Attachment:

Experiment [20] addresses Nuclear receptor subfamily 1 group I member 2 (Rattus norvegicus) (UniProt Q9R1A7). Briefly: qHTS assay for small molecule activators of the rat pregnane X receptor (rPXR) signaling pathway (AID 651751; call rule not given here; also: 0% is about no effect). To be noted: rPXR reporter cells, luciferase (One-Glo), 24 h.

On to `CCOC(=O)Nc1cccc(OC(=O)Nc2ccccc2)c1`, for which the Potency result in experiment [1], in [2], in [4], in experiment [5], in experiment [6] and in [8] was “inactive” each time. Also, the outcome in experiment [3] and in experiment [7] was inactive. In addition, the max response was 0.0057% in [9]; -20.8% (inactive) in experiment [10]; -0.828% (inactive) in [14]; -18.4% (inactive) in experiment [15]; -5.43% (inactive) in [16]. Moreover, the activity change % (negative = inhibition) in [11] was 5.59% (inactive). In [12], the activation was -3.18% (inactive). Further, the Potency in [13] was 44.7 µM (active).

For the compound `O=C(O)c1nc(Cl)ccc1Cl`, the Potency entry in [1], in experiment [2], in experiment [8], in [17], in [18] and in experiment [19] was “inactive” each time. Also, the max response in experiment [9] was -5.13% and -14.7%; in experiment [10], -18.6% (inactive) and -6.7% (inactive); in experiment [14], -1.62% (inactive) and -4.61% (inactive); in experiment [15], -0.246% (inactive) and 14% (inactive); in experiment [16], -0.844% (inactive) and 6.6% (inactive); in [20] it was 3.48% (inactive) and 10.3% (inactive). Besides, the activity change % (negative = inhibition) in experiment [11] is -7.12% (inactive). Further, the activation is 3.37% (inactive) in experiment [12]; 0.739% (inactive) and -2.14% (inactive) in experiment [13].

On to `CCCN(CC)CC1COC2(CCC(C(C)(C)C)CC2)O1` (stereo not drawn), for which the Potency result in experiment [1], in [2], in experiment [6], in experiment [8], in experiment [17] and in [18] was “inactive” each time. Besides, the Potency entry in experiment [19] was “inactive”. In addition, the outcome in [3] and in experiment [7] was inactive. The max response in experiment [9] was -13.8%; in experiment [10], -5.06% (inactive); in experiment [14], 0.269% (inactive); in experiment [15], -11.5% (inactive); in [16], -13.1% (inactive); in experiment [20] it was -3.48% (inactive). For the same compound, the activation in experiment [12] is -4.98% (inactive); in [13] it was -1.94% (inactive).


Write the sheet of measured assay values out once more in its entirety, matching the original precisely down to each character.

Experiment [20] addresses Nuclear receptor subfamily 1 group I member 2 (Rattus norvegicus) (UniProt Q9R1A7). Briefly: qHTS assay for small molecule activators of the rat pregnane X receptor (rPXR) signaling pathway (AID 651751; call rule not given here; also: 0% is about no effect). To be noted: rPXR reporter cells, luciferase (One-Glo), 24 h.

On to `CCOC(=O)Nc1cccc(OC(=O)Nc2ccccc2)c1`, for which the Potency result in experiment [1], in [2], in [4], in experiment [5], in experiment [6] and in [8] was “inactive” each time. Also, the outcome in experiment [3] and in experiment [7] was inactive. In addition, the max response was 0.0057% in [9]; -20.8% (inactive) in experiment [10]; -0.828% (inactive) in [14]; -18.4% (inactive) in experiment [15]; -5.43% (inactive) in [16]. Moreover, the activity change % (negative = inhibition) in [11] was 5.59% (inactive). In [12], the activation was -3.18% (inactive). Further, the Potency in [13] was 44.7 µM (active).

For the compound `O=C(O)c1nc(Cl)ccc1Cl`, the Potency entry in [1], in experiment [2], in experiment [8], in [17], in [18] and in experiment [19] was “inactive” each time. Also, the max response in experiment [9] was -5.13% and -14.7%; in experiment [10], -18.6% (inactive) and -6.7% (inactive); in experiment [14], -1.62% (inactive) and -4.61% (inactive); in experiment [15], -0.246% (inactive) and 14% (inactive); in experiment [16], -0.844% (inactive) and 6.6% (inactive); in [20] it was 3.48% (inactive) and 10.3% (inactive). Besides, the activity change % (negative = inhibition) in experiment [11] is -7.12% (inactive). Further, the activation is 3.37% (inactive) in experiment [12]; 0.739% (inactive) and -2.14% (inactive) in experiment [13].

On to `CCCN(CC)CC1COC2(CCC(C(C)(C)C)CC2)O1` (stereo not drawn), for which the Potency result in experiment [1], in [2], in experiment [6], in experiment [8], in experiment [17] and in [18] was “inactive” each time. Besides, the Potency entry in experiment [19] was “inactive”. In addition, the outcome in [3] and in experiment [7] was inactive. The max response in experiment [9] was -13.8%; in experiment [10], -5.06% (inactive); in experiment [14], 0.269% (inactive); in experiment [15], -11.5% (inactive); in [16], -13.1% (inactive); in experiment [20] it was -3.48% (inactive). For the same compound, the activation in experiment [12] is -4.98% (inactive); in [13] it was -1.94% (inactive).